Not only does Cortana integrate with Microsoft Launcher's To-Do, Reminders, and Notes widget, it has quick toggles for day-to-day tasks like setting an alarm, viewing the news, and taking a look at the current weather. Having said that, Cortana struggles with Indian accents and the level of context awareness present in Google Assistant is simply unmatchable. Still, it was a switch that wasn't too hard to make, and reduced the number of things I relied on Google for by one.
Meanwhile, Chrome has been my Internet browser of choice ever since I traded in my Samsung CorbyTXT for a Samsung Galaxy Ace back in 2012. Even when I dabbled in the world of iPhones for a brief period of time, I shunned Safari for Chrome because of two primary reasons - Chrome's stellar syncing of history, bookmarks, and tabs across platforms, and the fact that I did not want to familiarise myself with an all-new interface after years of using Chrome.
This experiment made me finally step out of my comfort zone and start afresh with Firefox - which in its in its speedy new Quantum avatar has now dethroned Chrome as my favourite browser. Not only is Firefox faster and easier to use than Chrome, it works much better on a MacBook, where the latter experiences a lot of slowdowns and freezes.
Moving from Google Play Music to Apple Music was the most difficult transition of the lot. Having to forsake all my custom playlists - which I had spent hours creating - was extremely painful. Over the course of the last few months however, I have come to realise the initial pain was well worth it.
That said, I found Apple Music's recommendations to be more astute and insightful than Google Play Music. I also found the library to be more comprehensive, and the interface sleeker and easier to use, the odd playback and download issue aside. It also offers a nifty family subscription at Rs. 190 per month - which made it easy for me to convince the rest of my family to switch over.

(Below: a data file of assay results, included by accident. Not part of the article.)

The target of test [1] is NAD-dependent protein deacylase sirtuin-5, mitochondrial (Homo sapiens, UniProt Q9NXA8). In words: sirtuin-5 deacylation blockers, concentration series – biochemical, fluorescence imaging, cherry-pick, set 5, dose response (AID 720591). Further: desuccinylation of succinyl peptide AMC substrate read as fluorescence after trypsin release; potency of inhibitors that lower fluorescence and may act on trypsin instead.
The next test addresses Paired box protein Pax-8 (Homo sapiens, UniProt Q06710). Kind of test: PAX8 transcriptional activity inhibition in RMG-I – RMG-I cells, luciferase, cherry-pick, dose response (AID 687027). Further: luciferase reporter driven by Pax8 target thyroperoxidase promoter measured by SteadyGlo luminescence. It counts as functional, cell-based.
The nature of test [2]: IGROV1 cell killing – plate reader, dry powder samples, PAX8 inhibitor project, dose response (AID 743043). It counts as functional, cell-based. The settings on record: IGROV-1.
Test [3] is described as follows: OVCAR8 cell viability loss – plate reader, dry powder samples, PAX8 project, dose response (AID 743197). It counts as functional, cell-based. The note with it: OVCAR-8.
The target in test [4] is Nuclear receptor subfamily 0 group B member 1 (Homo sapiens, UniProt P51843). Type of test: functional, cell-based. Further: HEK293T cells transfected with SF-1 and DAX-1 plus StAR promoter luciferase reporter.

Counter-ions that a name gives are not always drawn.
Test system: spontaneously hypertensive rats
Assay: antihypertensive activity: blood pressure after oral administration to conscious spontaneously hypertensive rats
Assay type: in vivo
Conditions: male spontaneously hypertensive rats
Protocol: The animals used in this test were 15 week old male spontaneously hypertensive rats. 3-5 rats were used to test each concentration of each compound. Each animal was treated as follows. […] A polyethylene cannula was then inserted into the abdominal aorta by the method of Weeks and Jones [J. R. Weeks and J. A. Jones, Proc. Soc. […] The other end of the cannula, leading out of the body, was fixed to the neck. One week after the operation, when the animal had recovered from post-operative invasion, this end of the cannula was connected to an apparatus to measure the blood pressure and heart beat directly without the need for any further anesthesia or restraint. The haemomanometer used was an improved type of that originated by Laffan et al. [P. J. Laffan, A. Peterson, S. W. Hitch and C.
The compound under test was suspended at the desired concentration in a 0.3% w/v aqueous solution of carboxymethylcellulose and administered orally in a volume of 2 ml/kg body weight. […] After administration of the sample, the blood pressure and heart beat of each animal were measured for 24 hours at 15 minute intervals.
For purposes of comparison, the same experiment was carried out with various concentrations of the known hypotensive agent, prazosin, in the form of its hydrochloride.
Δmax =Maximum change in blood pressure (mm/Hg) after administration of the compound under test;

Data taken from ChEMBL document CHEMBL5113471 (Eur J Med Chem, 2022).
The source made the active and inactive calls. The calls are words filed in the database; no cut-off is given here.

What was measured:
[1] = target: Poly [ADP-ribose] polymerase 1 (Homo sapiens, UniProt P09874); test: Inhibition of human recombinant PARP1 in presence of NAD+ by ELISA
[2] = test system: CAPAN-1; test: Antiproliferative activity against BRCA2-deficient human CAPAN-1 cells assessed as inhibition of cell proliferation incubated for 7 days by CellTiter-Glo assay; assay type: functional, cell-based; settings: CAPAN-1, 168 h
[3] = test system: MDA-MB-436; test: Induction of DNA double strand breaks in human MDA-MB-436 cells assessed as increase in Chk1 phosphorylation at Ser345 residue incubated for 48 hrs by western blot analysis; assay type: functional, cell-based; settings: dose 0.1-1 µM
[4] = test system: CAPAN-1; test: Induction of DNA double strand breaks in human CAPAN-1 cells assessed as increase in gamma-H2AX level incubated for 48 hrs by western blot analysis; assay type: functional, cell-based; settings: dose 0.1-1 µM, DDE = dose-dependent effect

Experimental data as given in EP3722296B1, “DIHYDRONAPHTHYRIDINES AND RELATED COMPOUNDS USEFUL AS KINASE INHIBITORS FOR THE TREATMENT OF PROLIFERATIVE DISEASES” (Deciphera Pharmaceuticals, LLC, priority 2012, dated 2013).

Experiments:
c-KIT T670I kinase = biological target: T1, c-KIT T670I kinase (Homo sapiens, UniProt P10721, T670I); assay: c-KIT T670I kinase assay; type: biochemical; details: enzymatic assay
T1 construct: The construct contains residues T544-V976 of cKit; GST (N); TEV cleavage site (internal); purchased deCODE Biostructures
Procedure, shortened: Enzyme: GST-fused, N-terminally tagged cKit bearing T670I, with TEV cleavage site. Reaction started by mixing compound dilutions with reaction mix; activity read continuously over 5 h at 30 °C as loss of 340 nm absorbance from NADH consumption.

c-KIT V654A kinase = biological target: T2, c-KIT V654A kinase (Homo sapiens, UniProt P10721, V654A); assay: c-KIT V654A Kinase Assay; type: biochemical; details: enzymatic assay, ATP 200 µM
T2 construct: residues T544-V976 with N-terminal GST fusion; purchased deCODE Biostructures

While looking for Gboard alternatives, I chanced upon a keyboard called Fleksy, which has now become my go-to smartphone keyboard. Fleksy is a keyboard built specifically with privacy in mind. Unlike Google Keyboard or SwiftKey, Fleksy collects no data whatsoever, and its autocorrect algorithm does not send any data to the cloud - all computing is contained within the confines of your smartphone. The fact that it is easy to use and has a powerful theming engine just adds to its appeal.
Where I failed
Changes like these made it easier to be less reliant on a single service, and makes my privacy just a little bit more secure. But I have to be honest here - my experience has not been entirely successful. There are some Google services which have no decent alternatives and simply cannot be abandoned. I tried living without YouTube and Google Maps for a few weeks - dabbling with Vimeo, DailyMotion, Here Maps and so on.
However, after constantly getting miserably stuck in traffic jams courtesy of Here Maps' abysmal traffic prediction and living without videos from my favourite content creators, I promptly admitted defeat and re-enabled YouTube and Google Maps on my smartphone. Maps and YouTube are almost impossible to live without - especially the latter which has become an extremely powerful tool for content discovery. But apart from these two, I have not missed Google services at all.
The experiment helped me realise how deep the company from Mountain View, California has woven itself into the fabric of our life and how difficult it is to stop using its services. At the same time, it also made me appreciate how competent the often ignored alternatives are. Life without Google seems extremely scary and daunting. However - a few exceptions aside - it is indeed possible.
This was just an experiment to see how much I can distance myself from Google. Of course, the only way to completely move away from Google's purview is to get rid of your Android smartphone altogether and use an operating system free from all Google services. You could opt for an iPhone and change the default search engine in Safari to Bing or DuckDuckGo, though it's hard to stay away from Google Maps and YouTube, as we discovered. In the Android world, options like Jolla exist, but as of now they are too niche for mainstream use.